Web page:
The story goes that the peak of this mountain was the spot Adam first set foot upon the earth after he was banished from the Garden Of Eden. His footprint remains enshrined at the peak. But for now all we could see were small lights guiding the way up the mountain and in to the sky. It was a beautiful moment as we looked above us and tried to decide where the lights ended and the stars began.

Pressing on, we passed over an old red bridge that the locals had told us to look out for. Below, the ominous sound of rushing water raged in a torrent as we peered over the side in to a seemingly endless abyss. It helped our cause that we had no idea what we were walking into. The size and distance didn’t seem to matter as we couldn’t see more than five steps ahead. We concentrated on that, looking only for our next landmark as it emerged out of a concealed darkness.

At the top of a slightly inclining set of steps we arrived at the Japanese Temple. It shone brightly in the surrounding blackness, the perfect spot for a moment of respite. We knew that from now the path would incline sharply and we prepared ourselves for a lung-busting climb. Ahead of us a daunting rocky staircase leading up to the heavens lay hidden in shadow. But we knew the steps were there, all 5,400 of them.

We slowed our pace to match the terrain and began to encounter more people on the route. Despite our usual cheery nature, we could only manage mutters of good morning as we passed them. Often we received nothing in response. The trek was a solitary and silent experience, perhaps it was the the sense of pilgrimage which everyone felt. Despite walking in tandem with Liska we both descended inward, deciding to tackle the climb alone in our minds. We put our headphones in, zipped up our jackets and focused on a steady forward rhythm against the biting wind.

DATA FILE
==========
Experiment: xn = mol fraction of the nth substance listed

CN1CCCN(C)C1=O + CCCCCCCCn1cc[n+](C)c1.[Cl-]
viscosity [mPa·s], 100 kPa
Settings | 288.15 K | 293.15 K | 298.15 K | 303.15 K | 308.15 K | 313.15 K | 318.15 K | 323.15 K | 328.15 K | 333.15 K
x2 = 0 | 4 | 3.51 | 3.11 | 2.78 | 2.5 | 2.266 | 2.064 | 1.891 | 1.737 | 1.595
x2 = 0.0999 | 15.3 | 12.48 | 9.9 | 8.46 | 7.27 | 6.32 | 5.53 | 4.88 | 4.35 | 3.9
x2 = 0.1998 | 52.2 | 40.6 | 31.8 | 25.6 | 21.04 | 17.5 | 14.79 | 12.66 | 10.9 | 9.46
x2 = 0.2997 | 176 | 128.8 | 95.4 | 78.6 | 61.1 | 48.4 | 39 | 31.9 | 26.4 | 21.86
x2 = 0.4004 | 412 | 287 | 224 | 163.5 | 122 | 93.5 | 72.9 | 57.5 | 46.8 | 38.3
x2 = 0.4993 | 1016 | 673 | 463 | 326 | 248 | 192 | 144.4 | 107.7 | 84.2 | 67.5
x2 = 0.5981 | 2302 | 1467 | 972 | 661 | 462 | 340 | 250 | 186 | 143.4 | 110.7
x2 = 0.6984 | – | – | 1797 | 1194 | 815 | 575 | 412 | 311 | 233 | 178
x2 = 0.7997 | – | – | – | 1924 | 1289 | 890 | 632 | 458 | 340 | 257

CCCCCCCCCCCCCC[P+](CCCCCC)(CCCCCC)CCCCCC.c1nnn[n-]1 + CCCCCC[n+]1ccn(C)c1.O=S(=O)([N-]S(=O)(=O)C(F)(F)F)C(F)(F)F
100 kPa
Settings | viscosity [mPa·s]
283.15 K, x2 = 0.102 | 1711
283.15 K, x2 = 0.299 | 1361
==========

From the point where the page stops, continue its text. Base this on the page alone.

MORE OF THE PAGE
The intense incline came in chunks, with the steps periodically levelling out to a small, flat landing perfect for a pitstop. It’s possible that the stopping was actually worse than the going. Our legs burned and our breathing was laboured, but we would smile and give a determined nod to continue before pressing on into the approaching morning.